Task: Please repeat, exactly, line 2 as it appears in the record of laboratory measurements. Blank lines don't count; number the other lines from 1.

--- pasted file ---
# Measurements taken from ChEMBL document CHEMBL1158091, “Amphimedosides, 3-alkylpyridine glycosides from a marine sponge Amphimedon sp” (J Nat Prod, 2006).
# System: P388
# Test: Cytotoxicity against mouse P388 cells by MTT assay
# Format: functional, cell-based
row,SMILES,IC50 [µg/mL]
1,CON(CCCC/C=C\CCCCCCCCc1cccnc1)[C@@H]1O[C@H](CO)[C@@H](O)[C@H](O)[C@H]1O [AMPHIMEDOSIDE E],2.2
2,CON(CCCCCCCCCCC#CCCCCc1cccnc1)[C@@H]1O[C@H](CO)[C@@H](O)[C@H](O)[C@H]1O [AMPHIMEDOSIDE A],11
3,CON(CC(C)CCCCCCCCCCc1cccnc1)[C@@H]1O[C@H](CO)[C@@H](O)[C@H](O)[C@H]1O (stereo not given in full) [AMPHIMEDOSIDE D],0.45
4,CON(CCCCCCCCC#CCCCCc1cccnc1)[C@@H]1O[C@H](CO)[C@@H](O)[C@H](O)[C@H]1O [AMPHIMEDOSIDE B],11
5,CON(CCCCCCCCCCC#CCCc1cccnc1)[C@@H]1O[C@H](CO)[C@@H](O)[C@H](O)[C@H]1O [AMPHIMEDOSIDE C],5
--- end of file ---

# System: P388